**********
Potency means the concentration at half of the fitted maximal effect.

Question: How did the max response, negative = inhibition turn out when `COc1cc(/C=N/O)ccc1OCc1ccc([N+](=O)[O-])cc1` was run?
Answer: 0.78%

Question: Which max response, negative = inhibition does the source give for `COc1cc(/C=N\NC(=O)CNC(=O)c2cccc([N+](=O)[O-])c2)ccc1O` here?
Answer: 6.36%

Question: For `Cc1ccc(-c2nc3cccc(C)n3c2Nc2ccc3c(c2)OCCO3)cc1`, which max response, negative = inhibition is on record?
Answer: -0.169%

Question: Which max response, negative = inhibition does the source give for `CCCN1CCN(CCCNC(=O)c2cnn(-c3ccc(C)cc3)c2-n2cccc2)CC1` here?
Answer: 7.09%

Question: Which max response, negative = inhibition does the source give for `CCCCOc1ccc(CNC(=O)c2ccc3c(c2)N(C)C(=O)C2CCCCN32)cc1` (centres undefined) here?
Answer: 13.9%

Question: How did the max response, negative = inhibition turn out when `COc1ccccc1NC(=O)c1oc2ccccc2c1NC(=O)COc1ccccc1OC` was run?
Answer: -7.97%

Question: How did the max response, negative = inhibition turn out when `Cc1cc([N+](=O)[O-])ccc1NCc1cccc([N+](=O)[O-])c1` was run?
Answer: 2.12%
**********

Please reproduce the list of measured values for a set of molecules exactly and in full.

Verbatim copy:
Potency means the concentration at half of the fitted maximal effect.

Question: How did the max response, negative = inhibition turn out when `COc1cc(/C=N/O)ccc1OCc1ccc([N+](=O)[O-])cc1` was run?
Answer: 0.78%

Question: Which max response, negative = inhibition does the source give for `COc1cc(/C=N\NC(=O)CNC(=O)c2cccc([N+](=O)[O-])c2)ccc1O` here?
Answer: 6.36%

Question: For `Cc1ccc(-c2nc3cccc(C)n3c2Nc2ccc3c(c2)OCCO3)cc1`, which max response, negative = inhibition is on record?
Answer: -0.169%

Question: Which max response, negative = inhibition does the source give for `CCCN1CCN(CCCNC(=O)c2cnn(-c3ccc(C)cc3)c2-n2cccc2)CC1` here?
Answer: 7.09%

Question: Which max response, negative = inhibition does the source give for `CCCCOc1ccc(CNC(=O)c2ccc3c(c2)N(C)C(=O)C2CCCCN32)cc1` (centres undefined) here?
Answer: 13.9%

Question: How did the max response, negative = inhibition turn out when `COc1ccccc1NC(=O)c1oc2ccccc2c1NC(=O)COc1ccccc1OC` was run?
Answer: -7.97%

Question: How did the max response, negative = inhibition turn out when `Cc1cc([N+](=O)[O-])ccc1NCc1cccc([N+](=O)[O-])c1` was run?
Answer: 2.12%